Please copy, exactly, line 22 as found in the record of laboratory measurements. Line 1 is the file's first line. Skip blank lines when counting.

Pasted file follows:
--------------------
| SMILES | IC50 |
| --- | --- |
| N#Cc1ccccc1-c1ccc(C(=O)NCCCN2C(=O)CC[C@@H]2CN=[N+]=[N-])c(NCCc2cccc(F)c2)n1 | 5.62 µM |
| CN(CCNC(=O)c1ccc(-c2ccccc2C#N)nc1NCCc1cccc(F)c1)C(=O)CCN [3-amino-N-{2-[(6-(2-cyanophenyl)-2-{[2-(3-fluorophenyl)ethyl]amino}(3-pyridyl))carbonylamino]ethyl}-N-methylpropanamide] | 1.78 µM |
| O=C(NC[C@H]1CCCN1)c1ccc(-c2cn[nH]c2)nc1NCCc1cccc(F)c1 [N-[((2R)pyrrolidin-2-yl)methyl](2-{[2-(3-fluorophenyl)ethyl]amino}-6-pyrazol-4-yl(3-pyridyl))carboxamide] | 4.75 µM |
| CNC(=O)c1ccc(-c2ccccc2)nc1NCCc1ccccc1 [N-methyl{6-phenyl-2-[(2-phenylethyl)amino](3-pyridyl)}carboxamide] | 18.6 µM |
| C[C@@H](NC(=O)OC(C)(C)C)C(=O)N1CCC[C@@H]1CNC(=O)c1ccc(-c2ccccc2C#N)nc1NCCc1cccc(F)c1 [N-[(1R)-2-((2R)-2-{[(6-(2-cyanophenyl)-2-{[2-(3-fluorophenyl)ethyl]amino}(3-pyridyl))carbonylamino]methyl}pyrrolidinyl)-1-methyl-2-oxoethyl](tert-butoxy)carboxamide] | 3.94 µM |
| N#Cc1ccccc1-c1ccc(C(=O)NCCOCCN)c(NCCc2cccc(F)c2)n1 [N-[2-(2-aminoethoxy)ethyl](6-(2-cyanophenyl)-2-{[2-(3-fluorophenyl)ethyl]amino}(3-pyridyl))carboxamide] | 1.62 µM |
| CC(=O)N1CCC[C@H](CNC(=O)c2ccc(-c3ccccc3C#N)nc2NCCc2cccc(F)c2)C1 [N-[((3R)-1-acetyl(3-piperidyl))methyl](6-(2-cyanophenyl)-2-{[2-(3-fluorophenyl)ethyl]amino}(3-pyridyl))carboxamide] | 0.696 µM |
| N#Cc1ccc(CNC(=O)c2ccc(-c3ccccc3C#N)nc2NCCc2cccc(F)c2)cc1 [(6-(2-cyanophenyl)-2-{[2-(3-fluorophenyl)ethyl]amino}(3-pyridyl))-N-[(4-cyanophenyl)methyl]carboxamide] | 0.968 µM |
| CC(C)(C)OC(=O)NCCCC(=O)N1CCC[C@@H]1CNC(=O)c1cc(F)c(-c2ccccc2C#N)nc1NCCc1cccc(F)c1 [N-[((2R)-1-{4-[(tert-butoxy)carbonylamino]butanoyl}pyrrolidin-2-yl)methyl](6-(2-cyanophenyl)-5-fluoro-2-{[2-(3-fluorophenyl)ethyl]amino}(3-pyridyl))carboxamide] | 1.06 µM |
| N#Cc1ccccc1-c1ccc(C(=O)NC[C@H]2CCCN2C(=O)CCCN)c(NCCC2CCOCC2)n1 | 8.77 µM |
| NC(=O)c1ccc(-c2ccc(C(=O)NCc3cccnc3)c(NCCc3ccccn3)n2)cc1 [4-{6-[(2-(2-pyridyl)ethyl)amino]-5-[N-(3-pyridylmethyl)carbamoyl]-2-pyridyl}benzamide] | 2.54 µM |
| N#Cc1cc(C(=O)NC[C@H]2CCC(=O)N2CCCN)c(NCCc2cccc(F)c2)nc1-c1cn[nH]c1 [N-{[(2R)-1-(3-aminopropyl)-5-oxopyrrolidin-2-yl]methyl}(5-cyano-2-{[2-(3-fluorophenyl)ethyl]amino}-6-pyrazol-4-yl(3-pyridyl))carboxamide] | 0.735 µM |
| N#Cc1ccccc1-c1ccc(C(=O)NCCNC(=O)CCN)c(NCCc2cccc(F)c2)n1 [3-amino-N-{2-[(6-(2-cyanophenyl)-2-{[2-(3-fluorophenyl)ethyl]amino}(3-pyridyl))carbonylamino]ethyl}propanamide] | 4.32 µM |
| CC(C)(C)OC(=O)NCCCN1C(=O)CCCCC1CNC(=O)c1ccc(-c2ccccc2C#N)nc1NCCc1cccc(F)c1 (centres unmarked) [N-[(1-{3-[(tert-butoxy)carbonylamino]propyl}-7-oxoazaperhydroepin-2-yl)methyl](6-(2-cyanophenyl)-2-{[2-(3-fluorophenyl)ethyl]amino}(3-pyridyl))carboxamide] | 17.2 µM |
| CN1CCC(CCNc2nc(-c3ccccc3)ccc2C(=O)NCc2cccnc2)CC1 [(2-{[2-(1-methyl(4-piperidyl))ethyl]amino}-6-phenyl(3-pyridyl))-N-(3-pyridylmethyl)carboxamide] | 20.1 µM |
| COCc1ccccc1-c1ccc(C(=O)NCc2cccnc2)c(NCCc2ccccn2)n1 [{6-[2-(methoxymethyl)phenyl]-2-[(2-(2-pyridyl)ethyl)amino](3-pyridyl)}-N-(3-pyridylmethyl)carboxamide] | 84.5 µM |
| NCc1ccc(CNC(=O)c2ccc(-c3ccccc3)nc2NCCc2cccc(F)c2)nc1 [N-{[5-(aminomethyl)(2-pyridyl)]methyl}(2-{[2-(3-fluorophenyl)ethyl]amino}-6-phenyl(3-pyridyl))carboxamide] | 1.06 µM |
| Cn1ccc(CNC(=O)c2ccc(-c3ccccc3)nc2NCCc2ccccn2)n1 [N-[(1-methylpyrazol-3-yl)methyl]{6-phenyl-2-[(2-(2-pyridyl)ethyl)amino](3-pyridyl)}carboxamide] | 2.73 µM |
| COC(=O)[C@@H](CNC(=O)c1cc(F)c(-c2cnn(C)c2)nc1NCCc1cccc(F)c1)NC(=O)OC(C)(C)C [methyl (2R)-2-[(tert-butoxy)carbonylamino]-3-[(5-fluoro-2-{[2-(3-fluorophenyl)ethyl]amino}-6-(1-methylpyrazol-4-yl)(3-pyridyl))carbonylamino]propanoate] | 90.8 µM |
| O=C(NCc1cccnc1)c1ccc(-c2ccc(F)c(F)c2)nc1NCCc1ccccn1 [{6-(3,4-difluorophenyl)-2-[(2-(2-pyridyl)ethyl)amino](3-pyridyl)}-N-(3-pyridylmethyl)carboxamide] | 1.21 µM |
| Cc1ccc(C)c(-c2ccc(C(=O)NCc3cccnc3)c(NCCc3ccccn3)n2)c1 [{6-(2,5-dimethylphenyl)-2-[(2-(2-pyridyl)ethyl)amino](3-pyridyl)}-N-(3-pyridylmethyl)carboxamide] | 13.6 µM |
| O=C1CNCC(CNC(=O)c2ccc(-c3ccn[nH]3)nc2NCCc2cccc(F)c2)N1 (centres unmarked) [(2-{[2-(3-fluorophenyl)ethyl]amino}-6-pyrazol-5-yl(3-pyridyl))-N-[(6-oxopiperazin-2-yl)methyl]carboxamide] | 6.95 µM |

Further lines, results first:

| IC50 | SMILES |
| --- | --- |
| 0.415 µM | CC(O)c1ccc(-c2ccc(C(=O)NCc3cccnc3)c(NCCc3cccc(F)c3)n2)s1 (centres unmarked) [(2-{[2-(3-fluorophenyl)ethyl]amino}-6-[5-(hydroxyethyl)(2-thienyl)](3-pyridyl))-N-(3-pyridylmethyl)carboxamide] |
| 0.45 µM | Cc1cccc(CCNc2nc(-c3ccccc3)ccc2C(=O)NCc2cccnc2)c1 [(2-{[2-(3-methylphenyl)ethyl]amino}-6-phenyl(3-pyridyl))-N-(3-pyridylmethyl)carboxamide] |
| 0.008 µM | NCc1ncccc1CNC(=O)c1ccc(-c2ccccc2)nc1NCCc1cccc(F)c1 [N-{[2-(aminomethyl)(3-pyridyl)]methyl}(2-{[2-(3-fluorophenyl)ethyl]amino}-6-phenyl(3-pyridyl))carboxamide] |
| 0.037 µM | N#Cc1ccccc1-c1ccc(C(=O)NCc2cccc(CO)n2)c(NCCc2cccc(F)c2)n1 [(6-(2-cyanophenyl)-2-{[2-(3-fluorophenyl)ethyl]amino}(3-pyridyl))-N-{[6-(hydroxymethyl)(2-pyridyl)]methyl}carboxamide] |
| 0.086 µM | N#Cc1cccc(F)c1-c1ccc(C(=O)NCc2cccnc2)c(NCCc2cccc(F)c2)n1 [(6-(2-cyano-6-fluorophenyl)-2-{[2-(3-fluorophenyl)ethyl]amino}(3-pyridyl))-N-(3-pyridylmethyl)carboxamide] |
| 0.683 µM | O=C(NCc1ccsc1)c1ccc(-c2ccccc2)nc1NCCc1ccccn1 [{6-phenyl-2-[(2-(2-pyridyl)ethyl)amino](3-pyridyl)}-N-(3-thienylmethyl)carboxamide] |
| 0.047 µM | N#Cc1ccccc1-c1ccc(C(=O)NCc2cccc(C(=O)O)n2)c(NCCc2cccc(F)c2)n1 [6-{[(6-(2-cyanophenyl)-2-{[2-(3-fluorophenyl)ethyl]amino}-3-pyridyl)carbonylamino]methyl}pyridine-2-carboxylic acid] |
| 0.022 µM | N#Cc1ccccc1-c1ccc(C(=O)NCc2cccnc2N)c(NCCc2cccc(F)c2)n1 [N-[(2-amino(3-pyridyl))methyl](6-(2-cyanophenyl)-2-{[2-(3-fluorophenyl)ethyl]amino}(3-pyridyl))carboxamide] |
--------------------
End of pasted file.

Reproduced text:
| O=C(NCc1cccnc1)c1ccc(-c2ccc(F)c(F)c2)nc1NCCc1ccccn1 [{6-(3,4-difluorophenyl)-2-[(2-(2-pyridyl)ethyl)amino](3-pyridyl)}-N-(3-pyridylmethyl)carboxamide] | 1.21 µM |